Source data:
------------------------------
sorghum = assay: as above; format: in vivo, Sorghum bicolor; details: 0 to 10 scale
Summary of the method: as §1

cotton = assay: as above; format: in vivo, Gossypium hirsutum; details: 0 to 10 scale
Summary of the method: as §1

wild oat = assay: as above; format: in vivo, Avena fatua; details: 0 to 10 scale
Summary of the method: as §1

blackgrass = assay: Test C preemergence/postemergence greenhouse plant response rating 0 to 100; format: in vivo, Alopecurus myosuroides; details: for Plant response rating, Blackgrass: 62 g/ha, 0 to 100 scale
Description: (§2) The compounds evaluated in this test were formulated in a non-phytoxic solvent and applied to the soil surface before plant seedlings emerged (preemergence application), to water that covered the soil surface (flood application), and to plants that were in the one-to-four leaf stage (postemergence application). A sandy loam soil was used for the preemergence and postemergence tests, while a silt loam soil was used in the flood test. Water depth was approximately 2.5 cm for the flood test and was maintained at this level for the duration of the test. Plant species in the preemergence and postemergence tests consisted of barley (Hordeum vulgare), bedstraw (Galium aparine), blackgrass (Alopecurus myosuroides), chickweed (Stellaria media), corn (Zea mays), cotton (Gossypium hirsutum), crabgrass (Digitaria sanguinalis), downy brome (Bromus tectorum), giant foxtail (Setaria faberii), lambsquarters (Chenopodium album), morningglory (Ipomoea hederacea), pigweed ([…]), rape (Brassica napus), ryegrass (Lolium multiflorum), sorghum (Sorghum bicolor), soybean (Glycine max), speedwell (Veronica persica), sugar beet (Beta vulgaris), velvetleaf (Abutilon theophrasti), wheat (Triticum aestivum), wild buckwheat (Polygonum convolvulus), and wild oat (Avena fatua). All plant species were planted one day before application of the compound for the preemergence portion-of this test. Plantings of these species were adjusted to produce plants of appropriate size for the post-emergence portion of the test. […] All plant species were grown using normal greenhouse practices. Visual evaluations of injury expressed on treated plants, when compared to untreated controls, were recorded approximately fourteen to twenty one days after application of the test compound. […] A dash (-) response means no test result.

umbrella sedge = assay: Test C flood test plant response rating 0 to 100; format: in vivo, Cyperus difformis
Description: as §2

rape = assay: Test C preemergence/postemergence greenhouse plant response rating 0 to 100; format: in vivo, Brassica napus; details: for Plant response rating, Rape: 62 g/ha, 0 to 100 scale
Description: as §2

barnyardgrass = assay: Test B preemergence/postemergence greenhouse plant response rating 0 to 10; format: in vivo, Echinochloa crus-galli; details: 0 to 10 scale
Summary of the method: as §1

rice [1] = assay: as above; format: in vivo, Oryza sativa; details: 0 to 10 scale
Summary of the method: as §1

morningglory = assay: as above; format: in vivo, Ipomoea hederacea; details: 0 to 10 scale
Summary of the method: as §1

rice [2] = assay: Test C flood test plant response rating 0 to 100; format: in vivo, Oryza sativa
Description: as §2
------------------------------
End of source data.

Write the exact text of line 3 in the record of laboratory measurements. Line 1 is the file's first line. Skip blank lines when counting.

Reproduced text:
cotton = assay: as above; format: in vivo, Gossypium hirsutum; details: 0 to 10 scale